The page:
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December 9, 1988


The opinion of the court was delivered by: BRODERICK



 Plaintiff James Lawrence alleged a cause of action under 42 U.S.C. § 1983 as well as pendent state claims for false imprisonment, assault and battery, malicious prosecution, and unlawful search and seizure against the City of Philadelphia and six individual police officers. Plaintiff, the president-steward of a private liquor licensed establishment, claimed that members of the Philadelphia Police Department illegally searched his establishment and unlawfully arrested him. By Order dated January 21, 1988, this Court granted partial summary judgment as to the § 1983 cause of action against the individual police officers, finding that the search and plaintiff's arrest were unconstitutional. 676 F. Supp. 644. On March 16, 1988, defendants submitted a written settlement offer of $ 15,000.00 which was rejected by plaintiff. The parties agreed to the dismissal of the § 1983 cause of action against defendant City of Philadelphia. Subsequently, this Court dismissed all state causes of action without prejudice to plaintiff litigating said claims in state court. The issue of damages in connection with the § 1983 action against the individual officers was tried before a jury from May 1, 1988 through May 3, 1988, resulting in a verdict for plaintiff in the amount of seven hundred forty dollars ($ 740.00). Presently pending before this Court is plaintiff's motion for award of attorneys' fees in the amount of $ 16,248.00 and costs in the amount of $ 1,236.20, for a total award of $ 17,484.20.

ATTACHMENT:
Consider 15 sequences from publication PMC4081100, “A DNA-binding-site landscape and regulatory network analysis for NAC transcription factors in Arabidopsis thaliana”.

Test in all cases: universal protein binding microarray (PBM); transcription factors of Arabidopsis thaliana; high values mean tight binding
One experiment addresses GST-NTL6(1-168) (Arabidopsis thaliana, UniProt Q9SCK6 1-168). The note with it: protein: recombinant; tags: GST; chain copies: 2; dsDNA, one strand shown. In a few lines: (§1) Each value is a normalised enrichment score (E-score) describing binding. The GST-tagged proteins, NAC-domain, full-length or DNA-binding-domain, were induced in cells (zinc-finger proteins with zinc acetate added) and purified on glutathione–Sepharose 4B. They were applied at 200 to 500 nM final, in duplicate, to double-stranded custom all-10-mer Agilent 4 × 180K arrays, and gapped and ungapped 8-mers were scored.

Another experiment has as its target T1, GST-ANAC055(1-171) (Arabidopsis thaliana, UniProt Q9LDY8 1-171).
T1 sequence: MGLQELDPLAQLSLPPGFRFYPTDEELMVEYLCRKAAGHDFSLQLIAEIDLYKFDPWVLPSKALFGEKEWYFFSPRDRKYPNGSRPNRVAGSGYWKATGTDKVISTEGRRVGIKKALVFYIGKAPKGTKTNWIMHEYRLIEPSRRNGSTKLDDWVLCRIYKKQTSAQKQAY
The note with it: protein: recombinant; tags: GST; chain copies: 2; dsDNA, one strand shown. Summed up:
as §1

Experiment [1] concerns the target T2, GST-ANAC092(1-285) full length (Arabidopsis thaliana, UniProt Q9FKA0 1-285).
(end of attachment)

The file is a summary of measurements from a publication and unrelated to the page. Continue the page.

In a case brought under § 1983, ". . . the court, in its discretion, may allow the prevailing party, other than the United States, a reasonable attorneys' fee as part of the costs." 42 U.S.C. § 1988. As the Supreme Court stated in Hensley v. Eckerhart :


The purpose of § 1983 is to ensure 'effective access to the judicial process' for persons with civil rights grievances. Accordingly, a prevailing party 'should ordinarily recover an attorneys' fee unless special circumstances would render such an award unjust.' (citations omitted)

 461 U.S. 424, 429, 103 S. Ct. 1933, 1937, 76 L. Ed. 2d 40 (1983). See also New York Gaslight Club, Inc. v. Carey, 447 U.S. 54, 63, 100 S. Ct. 2024, 2030, 64 L. Ed. 2d 723 (1980); Christiansburg Garment Co. v. EEOC, 434 U.S. 412, 416, 98 S. Ct. 694, 698, 54 L. Ed. 2d 648 (1978). The initial estimate of a reasonable attorneys' fee, commonly referred to as the "lodestar," is calculated by multiplying the number of hours reasonably expended on the litigation by a reasonable hourly rate. Blum v. Stenson, 465 U.S. 886, 889, 104 S. Ct. 1541, 1544, 79 L. Ed. 2d 891 (1984). The trial court, therefore, is required to "exclude from this initial fee calculation hours that were not reasonably expended on the litigation." Hensley v. Eckerhart, 461 U.S. at 434, 103 S. Ct. at 139-40.

 The Supreme Court has identified factors which might properly lead the district court to adjust the lodestar figure upward or downward. Id. First, in situations where, as in the instant case, the prevailing plaintiff has succeeded on only some of his claims, an award of fees for time expended on unsuccessful claims may not be appropriate. Id. at 436, 103 S. Ct. at 1941. In such situations, the trial court "should consider whether or not the plaintiff's unsuccessful claims were related to claims on which he succeeded, and whether the plaintiff achieved a level of success that makes it appropriate to award attorneys' fees for hours reasonably expended on unsuccessful claims." City of Riverside v. Rivera, 477 U.S. 561, 106 S. Ct. 2686, 2691, 91 L. Ed. 2d 466 (1986) (plurality opinion). As the Supreme Court stated in Hensley v. Eckerhart :